ROXBURY, WI (WKOW)-- You can find turtles nearly everywhere in pop culture. From the fairytale of the Tortoise and the Hare, to the Teenage Mutant Ninja Turtles. Rarely are they found on a dinner plate.
It all started as a way to give local Catholics an alternative to eating fish on Fridays during Lent. Since then it has become a local tradition with several people calling ahead for a plate full of turtle.
The minute you walk in the Dorf Haus in Roxbury it's easy to figure out their theme. From the outside architecture to historic paintings, the place screams German tradition, but on Friday nights their special is anything but traditional.
"We roast it in a roasting pan with carrots and onions, a bunch of spices and red wine," Head Chef Cory Breunig says.
They serve it with carrots, mashed potatoes and gravy. Roast turtle, just like dad used to make.
"My father came up with the idea of serving turtle 25 plus years ago," Co-Owner Rebecca Maier-Frey says.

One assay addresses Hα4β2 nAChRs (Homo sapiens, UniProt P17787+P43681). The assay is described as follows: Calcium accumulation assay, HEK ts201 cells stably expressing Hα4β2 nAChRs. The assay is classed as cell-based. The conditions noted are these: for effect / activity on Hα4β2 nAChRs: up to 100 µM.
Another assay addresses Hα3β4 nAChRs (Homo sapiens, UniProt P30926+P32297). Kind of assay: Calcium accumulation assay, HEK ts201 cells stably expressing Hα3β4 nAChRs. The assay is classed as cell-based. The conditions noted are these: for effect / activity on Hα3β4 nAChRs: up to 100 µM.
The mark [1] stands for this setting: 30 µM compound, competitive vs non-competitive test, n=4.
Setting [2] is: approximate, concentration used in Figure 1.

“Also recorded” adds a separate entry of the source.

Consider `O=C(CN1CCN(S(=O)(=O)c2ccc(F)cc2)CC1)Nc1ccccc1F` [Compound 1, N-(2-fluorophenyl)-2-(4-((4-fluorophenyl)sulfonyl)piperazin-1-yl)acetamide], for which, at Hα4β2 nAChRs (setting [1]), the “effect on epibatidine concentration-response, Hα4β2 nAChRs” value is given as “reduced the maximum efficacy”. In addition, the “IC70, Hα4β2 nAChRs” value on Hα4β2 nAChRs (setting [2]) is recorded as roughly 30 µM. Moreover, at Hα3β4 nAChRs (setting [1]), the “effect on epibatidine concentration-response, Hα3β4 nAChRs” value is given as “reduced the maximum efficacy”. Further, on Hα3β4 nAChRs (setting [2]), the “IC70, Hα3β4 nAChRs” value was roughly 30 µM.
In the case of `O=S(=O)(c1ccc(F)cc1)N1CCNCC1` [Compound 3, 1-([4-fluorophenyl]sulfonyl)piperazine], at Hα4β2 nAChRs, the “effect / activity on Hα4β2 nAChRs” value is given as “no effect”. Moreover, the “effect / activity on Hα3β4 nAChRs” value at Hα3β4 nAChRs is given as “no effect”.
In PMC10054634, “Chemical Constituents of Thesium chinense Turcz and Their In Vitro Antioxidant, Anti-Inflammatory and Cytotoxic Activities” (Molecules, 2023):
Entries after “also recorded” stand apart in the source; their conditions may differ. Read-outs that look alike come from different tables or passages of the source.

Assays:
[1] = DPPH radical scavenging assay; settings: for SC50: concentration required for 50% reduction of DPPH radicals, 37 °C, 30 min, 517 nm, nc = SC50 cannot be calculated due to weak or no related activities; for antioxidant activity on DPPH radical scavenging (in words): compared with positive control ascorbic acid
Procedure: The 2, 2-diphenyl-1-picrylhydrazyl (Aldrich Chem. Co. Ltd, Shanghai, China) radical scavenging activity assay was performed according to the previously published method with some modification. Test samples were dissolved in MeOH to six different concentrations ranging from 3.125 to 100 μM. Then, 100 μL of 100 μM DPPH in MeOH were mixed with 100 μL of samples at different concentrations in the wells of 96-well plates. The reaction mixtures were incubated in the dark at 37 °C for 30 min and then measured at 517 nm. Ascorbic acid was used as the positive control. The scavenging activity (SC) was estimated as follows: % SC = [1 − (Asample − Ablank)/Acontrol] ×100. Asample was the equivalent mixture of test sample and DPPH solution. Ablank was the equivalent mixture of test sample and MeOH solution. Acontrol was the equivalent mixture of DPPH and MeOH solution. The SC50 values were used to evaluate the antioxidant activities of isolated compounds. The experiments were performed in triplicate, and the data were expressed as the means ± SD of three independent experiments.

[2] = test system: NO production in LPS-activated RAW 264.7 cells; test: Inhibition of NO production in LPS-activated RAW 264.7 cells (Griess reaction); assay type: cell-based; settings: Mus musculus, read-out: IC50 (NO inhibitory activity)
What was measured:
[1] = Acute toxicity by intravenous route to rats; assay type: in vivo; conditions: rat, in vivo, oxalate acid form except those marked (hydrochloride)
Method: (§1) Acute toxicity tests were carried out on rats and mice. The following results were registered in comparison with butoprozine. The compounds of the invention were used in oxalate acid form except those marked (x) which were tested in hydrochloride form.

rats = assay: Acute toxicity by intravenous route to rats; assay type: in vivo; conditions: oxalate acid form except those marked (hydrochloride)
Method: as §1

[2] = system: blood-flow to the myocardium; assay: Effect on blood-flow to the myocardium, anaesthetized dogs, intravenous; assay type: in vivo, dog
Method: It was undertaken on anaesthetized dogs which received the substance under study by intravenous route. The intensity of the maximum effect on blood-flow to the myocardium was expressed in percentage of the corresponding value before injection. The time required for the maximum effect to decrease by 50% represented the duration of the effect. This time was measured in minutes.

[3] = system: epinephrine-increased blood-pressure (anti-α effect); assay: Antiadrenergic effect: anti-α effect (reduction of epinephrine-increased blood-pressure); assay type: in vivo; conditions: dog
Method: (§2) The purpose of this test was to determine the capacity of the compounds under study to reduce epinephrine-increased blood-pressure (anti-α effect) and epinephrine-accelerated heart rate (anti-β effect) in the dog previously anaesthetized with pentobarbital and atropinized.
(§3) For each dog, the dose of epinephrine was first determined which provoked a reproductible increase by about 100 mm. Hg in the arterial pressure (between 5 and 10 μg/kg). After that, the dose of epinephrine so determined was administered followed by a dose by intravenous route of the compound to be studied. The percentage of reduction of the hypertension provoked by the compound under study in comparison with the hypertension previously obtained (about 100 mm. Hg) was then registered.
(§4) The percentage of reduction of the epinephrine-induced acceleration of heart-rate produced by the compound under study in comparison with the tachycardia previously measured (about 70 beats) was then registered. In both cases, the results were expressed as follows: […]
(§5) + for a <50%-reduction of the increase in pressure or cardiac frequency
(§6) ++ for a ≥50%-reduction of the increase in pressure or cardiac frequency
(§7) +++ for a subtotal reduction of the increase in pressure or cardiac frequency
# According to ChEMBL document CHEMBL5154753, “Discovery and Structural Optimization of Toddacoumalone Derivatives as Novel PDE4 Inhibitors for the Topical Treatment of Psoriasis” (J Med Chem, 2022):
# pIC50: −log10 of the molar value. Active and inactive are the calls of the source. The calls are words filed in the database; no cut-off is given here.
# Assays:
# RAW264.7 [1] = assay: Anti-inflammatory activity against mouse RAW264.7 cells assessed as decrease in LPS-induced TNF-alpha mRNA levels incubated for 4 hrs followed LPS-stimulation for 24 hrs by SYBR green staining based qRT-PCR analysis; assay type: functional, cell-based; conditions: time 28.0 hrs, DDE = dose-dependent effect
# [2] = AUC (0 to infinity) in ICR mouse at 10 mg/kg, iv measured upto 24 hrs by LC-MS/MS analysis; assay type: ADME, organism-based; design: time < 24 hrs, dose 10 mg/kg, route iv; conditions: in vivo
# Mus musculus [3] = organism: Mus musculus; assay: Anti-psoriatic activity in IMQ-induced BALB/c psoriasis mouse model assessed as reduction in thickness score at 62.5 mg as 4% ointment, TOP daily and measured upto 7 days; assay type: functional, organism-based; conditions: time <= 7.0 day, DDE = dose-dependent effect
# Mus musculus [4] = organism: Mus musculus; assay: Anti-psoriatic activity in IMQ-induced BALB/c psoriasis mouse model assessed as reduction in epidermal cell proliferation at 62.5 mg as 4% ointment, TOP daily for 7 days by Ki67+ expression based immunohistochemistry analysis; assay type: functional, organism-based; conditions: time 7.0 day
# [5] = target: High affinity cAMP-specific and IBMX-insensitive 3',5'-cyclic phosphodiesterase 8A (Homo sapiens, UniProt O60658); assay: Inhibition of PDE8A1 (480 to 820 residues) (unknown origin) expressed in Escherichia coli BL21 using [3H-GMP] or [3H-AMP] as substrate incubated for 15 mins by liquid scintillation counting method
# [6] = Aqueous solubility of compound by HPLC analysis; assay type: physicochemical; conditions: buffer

Taking over the restaurant, which has been in the family since the 50's, Rebecca and her brother Monte are keeping their father's recipe alive. Every Friday several locals call hours ahead just to reserve a plate. Each night they prepare enough to make 30-40 orders and by the end of the night it's all gone.
"The lighter meat tastes more like chicken," says customer Shirley Anding.
Long time customer Shirley Anding says turtle has been in her family for years. The Dorf Haus recipe is pretty close what she used to make.
"They actually say there are seven different flavors of meat in this, in the turtle," Anding says.
Some compare it to roast beef, others say chicken or pork. For Catholics concerned about meeting religious eating requirements don't worry, it's Bishop approved.
"Our priest kind of talked to him and said yep, it passes," Maier-Frey says.
In a small predominantly Catholic town, the Friday alternative to fish fries is simply a part of local culture. Strangers may shrivel at the thought of eating turtle, but for Catholics who come from the church across the street, it's just another Friday.
"After you taste it it's actually really good. It's something unique that you don't see everyday," Breunig says.
Owners say the turtles they use are actually snapping turtles commercially caught from the Mississippi River. They come frozen and cleaned, but cooks have to spend 20-30 minutes removing the bones from the meat.
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